Israeli medical officials have criticized the Heath Ministry's order to significantly reduce non-coronavirus related treatments in order to free up hospital beds for COVID-19 patients, saying the move would put people suffering from serious illnesses at risk.
The Health Ministry on Wednesday instructed all hospitals to prepare to cut non-COVID-19 care to no more than 20% within three weeks, causing concern that patients suffering from cancer, heart disease, strokes, and other serious ailments will be left untreated.
In a letter sent to all hospital administrators, the ministry demands that within the next three weeks 80% of all hospital beds be dedicated to patients suffering from COVID-19.
According to the instructions, 30% of the beds would be assigned to patients suffering from moderate to serious symptoms and who are hooked-up to ventilators, while 50% would be assigned to coronavirus patients not attached to ventilator machines.
Last week hospitals were told to prepare for a scenario of at least 5000 coronavirus patients in need of ventilator support. If this prognosis materializes, even patients suffering from terminal illnesses would not be able to receive treatment at hospitals.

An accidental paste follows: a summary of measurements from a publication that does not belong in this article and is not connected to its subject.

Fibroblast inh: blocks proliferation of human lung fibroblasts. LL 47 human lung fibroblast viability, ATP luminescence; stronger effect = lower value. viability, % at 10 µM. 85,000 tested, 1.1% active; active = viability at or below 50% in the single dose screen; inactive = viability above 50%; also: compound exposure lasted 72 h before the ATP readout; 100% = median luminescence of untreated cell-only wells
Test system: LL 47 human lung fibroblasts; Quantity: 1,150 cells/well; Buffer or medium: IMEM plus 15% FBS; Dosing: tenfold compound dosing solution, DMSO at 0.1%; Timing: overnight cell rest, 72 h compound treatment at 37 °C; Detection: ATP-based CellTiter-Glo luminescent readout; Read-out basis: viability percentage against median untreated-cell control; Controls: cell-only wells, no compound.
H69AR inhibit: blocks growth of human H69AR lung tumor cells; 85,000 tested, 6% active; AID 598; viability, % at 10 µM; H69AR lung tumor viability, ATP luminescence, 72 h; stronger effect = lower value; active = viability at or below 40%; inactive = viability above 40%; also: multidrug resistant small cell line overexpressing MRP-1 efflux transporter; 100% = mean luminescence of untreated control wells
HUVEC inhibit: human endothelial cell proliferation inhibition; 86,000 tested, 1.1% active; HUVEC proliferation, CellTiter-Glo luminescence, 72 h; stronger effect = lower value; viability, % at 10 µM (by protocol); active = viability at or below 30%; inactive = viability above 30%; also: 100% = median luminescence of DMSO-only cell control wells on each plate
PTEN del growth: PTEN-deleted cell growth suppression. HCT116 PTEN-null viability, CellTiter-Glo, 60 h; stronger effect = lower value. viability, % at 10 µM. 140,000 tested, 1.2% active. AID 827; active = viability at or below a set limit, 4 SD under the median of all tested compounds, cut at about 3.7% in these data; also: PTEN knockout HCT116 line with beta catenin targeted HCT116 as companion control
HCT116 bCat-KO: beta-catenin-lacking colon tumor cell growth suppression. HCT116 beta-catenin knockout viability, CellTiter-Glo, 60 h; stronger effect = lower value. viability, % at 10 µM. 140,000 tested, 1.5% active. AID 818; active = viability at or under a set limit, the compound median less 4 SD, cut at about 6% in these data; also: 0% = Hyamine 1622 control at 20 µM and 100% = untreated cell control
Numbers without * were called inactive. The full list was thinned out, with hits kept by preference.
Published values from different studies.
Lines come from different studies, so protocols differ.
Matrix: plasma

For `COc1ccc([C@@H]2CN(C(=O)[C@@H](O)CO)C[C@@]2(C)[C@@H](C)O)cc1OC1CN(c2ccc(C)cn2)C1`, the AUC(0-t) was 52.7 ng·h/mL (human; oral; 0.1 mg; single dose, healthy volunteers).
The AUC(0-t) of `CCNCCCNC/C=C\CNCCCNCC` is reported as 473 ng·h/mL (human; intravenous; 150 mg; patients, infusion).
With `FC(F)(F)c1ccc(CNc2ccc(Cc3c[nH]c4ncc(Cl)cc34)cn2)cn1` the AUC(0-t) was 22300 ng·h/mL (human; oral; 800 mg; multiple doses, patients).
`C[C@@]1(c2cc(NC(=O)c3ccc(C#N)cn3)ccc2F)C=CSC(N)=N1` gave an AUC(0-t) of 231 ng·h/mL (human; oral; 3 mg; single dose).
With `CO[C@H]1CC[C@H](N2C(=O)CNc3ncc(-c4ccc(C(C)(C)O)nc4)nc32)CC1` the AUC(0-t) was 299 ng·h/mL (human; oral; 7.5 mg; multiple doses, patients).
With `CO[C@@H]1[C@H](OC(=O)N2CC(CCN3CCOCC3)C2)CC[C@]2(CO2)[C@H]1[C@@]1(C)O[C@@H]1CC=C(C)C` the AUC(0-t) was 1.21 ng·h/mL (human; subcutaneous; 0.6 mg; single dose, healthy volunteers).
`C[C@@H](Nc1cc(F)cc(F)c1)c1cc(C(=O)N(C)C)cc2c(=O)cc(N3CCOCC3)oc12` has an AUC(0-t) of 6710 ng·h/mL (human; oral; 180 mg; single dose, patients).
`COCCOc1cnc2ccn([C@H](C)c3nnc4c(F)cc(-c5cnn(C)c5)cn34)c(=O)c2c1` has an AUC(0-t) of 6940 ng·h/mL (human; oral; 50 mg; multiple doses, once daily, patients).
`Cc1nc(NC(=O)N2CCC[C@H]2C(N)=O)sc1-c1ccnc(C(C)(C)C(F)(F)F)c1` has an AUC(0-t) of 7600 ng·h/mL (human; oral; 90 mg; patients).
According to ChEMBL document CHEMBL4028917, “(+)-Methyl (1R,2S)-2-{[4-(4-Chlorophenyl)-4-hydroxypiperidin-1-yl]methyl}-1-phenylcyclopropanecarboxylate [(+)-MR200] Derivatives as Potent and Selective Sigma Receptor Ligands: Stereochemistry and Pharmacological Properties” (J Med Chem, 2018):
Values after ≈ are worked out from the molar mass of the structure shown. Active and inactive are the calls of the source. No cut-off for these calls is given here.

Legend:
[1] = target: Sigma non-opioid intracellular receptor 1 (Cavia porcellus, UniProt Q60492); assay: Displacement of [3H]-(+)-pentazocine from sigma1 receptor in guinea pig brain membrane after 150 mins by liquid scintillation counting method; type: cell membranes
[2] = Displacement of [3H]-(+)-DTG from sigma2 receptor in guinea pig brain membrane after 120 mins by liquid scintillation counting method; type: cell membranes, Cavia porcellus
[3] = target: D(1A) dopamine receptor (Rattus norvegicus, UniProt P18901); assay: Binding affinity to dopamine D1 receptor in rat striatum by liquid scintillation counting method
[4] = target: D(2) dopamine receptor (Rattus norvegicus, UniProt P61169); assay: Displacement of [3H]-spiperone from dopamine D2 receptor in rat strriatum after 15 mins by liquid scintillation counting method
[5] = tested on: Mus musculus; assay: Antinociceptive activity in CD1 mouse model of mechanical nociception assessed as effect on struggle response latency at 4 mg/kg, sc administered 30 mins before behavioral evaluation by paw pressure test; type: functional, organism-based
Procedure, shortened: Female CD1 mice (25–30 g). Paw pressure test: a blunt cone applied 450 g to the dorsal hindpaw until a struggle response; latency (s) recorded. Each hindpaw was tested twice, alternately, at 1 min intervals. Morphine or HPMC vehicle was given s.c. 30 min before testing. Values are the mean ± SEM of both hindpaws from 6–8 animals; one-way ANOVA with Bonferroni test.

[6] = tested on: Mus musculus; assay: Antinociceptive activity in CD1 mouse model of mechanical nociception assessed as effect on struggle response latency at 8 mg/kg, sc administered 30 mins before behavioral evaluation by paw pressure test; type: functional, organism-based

A senior health official warned on Wednesday that cancer wards are already in full capacity while cardiac intensive care units and heart surgery are continuing to operate.
"We are going to have to start choosing who we can treat and who we cannot," the official said, "what are we to do? Stop treating cancer patients? This is intolerable."
One hospital administrator said his medical center will not be able to provide the most basic care to its patients.
"I understand the need for beds to treat coronavirus patients but cutting back on elective surgery that has been in place for a week already, will come at a terrible cost," he said. "We need to leave 50% of beds for other seriously ill patients ... any less than that is criminal," he added.
"Are we not to treat strokes and heart failure? Are we not to operate on cancer patients?"
Finally, the administrator claimed hospitals should have been consulted before such extreme measures were decided upon saying, "It is wrong to make us decide who to treat because of an ill-advised policy that was taken without proper consideration."